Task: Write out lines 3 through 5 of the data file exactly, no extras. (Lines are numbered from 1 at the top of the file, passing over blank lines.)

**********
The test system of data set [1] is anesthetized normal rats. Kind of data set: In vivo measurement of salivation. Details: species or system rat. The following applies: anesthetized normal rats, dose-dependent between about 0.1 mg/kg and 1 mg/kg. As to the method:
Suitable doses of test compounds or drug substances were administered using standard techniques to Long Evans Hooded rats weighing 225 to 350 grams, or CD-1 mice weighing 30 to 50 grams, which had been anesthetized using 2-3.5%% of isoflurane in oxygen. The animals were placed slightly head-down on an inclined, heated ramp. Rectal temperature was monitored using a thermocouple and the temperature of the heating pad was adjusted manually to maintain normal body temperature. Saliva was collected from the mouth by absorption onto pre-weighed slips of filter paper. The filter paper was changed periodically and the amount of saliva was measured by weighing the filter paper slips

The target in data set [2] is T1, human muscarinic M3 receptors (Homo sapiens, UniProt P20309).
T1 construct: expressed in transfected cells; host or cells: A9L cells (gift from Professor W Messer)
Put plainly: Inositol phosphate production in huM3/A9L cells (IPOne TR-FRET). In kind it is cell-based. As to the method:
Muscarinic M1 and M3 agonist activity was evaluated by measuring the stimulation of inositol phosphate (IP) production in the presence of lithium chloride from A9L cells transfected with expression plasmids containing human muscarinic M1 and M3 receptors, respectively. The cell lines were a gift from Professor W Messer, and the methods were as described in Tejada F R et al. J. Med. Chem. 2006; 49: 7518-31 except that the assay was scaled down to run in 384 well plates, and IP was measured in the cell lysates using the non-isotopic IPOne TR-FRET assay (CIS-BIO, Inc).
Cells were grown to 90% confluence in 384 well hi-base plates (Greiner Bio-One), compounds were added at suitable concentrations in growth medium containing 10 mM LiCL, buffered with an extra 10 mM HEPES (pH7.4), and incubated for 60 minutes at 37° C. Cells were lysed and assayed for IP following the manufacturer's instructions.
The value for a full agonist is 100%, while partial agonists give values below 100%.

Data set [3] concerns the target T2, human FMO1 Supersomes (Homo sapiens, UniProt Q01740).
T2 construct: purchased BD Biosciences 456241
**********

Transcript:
The target in data set [2] is T1, human muscarinic M3 receptors (Homo sapiens, UniProt P20309).
T1 construct: expressed in transfected cells; host or cells: A9L cells (gift from Professor W Messer)
Put plainly: Inositol phosphate production in huM3/A9L cells (IPOne TR-FRET). In kind it is cell-based. As to the method: